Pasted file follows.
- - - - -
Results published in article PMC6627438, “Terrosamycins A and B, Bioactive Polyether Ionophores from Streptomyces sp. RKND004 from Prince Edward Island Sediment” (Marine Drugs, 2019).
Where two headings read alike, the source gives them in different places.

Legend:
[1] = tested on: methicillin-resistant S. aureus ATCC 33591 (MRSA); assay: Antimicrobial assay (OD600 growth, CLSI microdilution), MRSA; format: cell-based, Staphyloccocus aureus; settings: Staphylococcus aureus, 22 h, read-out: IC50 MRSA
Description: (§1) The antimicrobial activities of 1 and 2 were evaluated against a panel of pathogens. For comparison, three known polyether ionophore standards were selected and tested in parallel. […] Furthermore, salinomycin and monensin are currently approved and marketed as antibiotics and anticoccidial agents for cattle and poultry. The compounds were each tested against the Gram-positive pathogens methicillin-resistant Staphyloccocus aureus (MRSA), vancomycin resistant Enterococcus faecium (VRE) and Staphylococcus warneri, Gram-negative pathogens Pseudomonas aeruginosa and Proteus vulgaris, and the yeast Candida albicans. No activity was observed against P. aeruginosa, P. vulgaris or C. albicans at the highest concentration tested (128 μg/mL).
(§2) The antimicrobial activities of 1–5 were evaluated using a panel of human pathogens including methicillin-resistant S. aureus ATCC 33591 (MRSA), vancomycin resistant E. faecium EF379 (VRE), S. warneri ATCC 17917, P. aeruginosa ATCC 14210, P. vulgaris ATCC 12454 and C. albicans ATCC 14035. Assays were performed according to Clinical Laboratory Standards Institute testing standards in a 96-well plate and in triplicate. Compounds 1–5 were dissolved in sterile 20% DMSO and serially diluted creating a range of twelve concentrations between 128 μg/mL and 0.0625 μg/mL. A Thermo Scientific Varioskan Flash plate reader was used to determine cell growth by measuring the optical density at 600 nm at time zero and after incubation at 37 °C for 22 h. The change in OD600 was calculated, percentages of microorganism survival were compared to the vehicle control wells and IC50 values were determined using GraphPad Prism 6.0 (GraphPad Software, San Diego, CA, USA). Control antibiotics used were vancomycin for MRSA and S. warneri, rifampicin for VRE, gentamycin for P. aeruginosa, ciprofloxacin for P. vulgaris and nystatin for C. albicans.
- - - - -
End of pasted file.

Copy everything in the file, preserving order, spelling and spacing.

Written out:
Results published in article PMC6627438, “Terrosamycins A and B, Bioactive Polyether Ionophores from Streptomyces sp. RKND004 from Prince Edward Island Sediment” (Marine Drugs, 2019).
Where two headings read alike, the source gives them in different places.

Legend:
[1] = tested on: methicillin-resistant S. aureus ATCC 33591 (MRSA); assay: Antimicrobial assay (OD600 growth, CLSI microdilution), MRSA; format: cell-based, Staphyloccocus aureus; settings: Staphylococcus aureus, 22 h, read-out: IC50 MRSA
Description: (§1) The antimicrobial activities of 1 and 2 were evaluated against a panel of pathogens. For comparison, three known polyether ionophore standards were selected and tested in parallel. […] Furthermore, salinomycin and monensin are currently approved and marketed as antibiotics and anticoccidial agents for cattle and poultry. The compounds were each tested against the Gram-positive pathogens methicillin-resistant Staphyloccocus aureus (MRSA), vancomycin resistant Enterococcus faecium (VRE) and Staphylococcus warneri, Gram-negative pathogens Pseudomonas aeruginosa and Proteus vulgaris, and the yeast Candida albicans. No activity was observed against P. aeruginosa, P. vulgaris or C. albicans at the highest concentration tested (128 μg/mL).
(§2) The antimicrobial activities of 1–5 were evaluated using a panel of human pathogens including methicillin-resistant S. aureus ATCC 33591 (MRSA), vancomycin resistant E. faecium EF379 (VRE), S. warneri ATCC 17917, P. aeruginosa ATCC 14210, P. vulgaris ATCC 12454 and C. albicans ATCC 14035. Assays were performed according to Clinical Laboratory Standards Institute testing standards in a 96-well plate and in triplicate. Compounds 1–5 were dissolved in sterile 20% DMSO and serially diluted creating a range of twelve concentrations between 128 μg/mL and 0.0625 μg/mL. A Thermo Scientific Varioskan Flash plate reader was used to determine cell growth by measuring the optical density at 600 nm at time zero and after incubation at 37 °C for 22 h. The change in OD600 was calculated, percentages of microorganism survival were compared to the vehicle control wells and IC50 values were determined using GraphPad Prism 6.0 (GraphPad Software, San Diego, CA, USA). Control antibiotics used were vancomycin for MRSA and S. warneri, rifampicin for VRE, gentamycin for P. aeruginosa, ciprofloxacin for P. vulgaris and nystatin for C. albicans.